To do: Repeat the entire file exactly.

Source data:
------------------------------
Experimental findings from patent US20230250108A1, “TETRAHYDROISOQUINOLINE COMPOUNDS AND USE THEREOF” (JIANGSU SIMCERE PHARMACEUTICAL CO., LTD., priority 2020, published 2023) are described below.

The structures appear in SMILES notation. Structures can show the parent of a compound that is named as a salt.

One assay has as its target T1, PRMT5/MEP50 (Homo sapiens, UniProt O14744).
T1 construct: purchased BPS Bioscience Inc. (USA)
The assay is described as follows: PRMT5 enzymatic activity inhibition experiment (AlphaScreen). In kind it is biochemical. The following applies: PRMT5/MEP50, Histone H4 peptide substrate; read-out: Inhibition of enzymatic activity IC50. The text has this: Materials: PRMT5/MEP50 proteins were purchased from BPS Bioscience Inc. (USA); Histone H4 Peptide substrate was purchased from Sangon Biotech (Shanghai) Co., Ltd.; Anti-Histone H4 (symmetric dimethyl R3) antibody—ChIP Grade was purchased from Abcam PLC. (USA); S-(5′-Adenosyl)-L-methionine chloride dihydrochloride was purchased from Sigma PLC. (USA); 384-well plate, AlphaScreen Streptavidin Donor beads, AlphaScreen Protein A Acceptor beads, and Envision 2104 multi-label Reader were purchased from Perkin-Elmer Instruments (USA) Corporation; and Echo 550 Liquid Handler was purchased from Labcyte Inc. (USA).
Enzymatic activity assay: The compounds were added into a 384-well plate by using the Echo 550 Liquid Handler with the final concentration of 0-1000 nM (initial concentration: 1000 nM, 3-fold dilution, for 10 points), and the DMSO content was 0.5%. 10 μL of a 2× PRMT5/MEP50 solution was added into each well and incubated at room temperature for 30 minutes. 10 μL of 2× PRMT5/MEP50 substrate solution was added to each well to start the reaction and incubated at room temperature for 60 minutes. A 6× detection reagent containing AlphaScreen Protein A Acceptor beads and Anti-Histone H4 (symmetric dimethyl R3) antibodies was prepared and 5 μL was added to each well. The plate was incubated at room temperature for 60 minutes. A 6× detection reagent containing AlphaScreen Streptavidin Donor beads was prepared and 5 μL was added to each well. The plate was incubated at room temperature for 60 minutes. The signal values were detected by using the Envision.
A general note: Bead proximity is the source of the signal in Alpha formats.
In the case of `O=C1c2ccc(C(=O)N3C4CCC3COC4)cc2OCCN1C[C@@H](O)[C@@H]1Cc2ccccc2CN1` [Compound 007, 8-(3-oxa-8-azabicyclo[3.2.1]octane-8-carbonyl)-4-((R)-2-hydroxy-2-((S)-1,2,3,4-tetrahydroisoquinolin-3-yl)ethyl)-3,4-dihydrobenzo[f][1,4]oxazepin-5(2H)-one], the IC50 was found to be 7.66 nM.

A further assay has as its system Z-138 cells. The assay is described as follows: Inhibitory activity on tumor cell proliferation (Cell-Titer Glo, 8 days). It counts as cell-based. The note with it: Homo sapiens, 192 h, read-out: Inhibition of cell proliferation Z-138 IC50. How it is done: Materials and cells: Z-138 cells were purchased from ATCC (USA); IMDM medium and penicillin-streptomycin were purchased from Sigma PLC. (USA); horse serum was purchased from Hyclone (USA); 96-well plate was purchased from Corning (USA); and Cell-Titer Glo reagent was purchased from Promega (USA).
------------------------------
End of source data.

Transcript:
Experimental findings from patent US20230250108A1, “TETRAHYDROISOQUINOLINE COMPOUNDS AND USE THEREOF” (JIANGSU SIMCERE PHARMACEUTICAL CO., LTD., priority 2020, published 2023) are described below.

The structures appear in SMILES notation. Structures can show the parent of a compound that is named as a salt.

One assay has as its target T1, PRMT5/MEP50 (Homo sapiens, UniProt O14744).
T1 construct: purchased BPS Bioscience Inc. (USA)
The assay is described as follows: PRMT5 enzymatic activity inhibition experiment (AlphaScreen). In kind it is biochemical. The following applies: PRMT5/MEP50, Histone H4 peptide substrate; read-out: Inhibition of enzymatic activity IC50. The text has this: Materials: PRMT5/MEP50 proteins were purchased from BPS Bioscience Inc. (USA); Histone H4 Peptide substrate was purchased from Sangon Biotech (Shanghai) Co., Ltd.; Anti-Histone H4 (symmetric dimethyl R3) antibody—ChIP Grade was purchased from Abcam PLC. (USA); S-(5′-Adenosyl)-L-methionine chloride dihydrochloride was purchased from Sigma PLC. (USA); 384-well plate, AlphaScreen Streptavidin Donor beads, AlphaScreen Protein A Acceptor beads, and Envision 2104 multi-label Reader were purchased from Perkin-Elmer Instruments (USA) Corporation; and Echo 550 Liquid Handler was purchased from Labcyte Inc. (USA).
Enzymatic activity assay: The compounds were added into a 384-well plate by using the Echo 550 Liquid Handler with the final concentration of 0-1000 nM (initial concentration: 1000 nM, 3-fold dilution, for 10 points), and the DMSO content was 0.5%. 10 μL of a 2× PRMT5/MEP50 solution was added into each well and incubated at room temperature for 30 minutes. 10 μL of 2× PRMT5/MEP50 substrate solution was added to each well to start the reaction and incubated at room temperature for 60 minutes. A 6× detection reagent containing AlphaScreen Protein A Acceptor beads and Anti-Histone H4 (symmetric dimethyl R3) antibodies was prepared and 5 μL was added to each well. The plate was incubated at room temperature for 60 minutes. A 6× detection reagent containing AlphaScreen Streptavidin Donor beads was prepared and 5 μL was added to each well. The plate was incubated at room temperature for 60 minutes. The signal values were detected by using the Envision.
A general note: Bead proximity is the source of the signal in Alpha formats.
In the case of `O=C1c2ccc(C(=O)N3C4CCC3COC4)cc2OCCN1C[C@@H](O)[C@@H]1Cc2ccccc2CN1` [Compound 007, 8-(3-oxa-8-azabicyclo[3.2.1]octane-8-carbonyl)-4-((R)-2-hydroxy-2-((S)-1,2,3,4-tetrahydroisoquinolin-3-yl)ethyl)-3,4-dihydrobenzo[f][1,4]oxazepin-5(2H)-one], the IC50 was found to be 7.66 nM.

A further assay has as its system Z-138 cells. The assay is described as follows: Inhibitory activity on tumor cell proliferation (Cell-Titer Glo, 8 days). It counts as cell-based. The note with it: Homo sapiens, 192 h, read-out: Inhibition of cell proliferation Z-138 IC50. How it is done: Materials and cells: Z-138 cells were purchased from ATCC (USA); IMDM medium and penicillin-streptomycin were purchased from Sigma PLC. (USA); horse serum was purchased from Hyclone (USA); 96-well plate was purchased from Corning (USA); and Cell-Titer Glo reagent was purchased from Promega (USA).